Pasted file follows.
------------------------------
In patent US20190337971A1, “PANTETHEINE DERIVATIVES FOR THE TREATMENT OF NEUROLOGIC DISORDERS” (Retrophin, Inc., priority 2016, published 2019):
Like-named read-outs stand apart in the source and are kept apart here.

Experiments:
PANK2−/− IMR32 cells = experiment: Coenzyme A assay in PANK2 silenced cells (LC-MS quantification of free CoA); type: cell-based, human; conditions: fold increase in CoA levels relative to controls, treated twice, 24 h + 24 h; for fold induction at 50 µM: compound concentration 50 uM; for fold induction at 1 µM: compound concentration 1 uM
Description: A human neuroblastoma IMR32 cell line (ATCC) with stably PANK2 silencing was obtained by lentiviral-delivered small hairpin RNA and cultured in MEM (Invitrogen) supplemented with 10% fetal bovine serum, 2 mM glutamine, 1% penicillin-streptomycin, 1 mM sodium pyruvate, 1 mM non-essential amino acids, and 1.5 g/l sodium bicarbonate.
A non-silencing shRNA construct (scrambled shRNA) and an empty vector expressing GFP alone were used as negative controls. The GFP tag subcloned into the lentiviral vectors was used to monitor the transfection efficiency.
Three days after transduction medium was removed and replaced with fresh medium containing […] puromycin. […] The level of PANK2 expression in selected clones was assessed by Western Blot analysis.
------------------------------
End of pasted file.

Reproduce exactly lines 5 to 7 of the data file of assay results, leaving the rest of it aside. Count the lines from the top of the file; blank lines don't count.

Description: A human neuroblastoma IMR32 cell line (ATCC) with stably PANK2 silencing was obtained by lentiviral-delivered small hairpin RNA and cultured in MEM (Invitrogen) supplemented with 10% fetal bovine serum, 2 mM glutamine, 1% penicillin-streptomycin, 1 mM sodium pyruvate, 1 mM non-essential amino acids, and 1.5 g/l sodium bicarbonate.
A non-silencing shRNA construct (scrambled shRNA) and an empty vector expressing GFP alone were used as negative controls. The GFP tag subcloned into the lentiviral vectors was used to monitor the transfection efficiency.
Three days after transduction medium was removed and replaced with fresh medium containing […] puromycin. […] The level of PANK2 expression in selected clones was assessed by Western Blot analysis.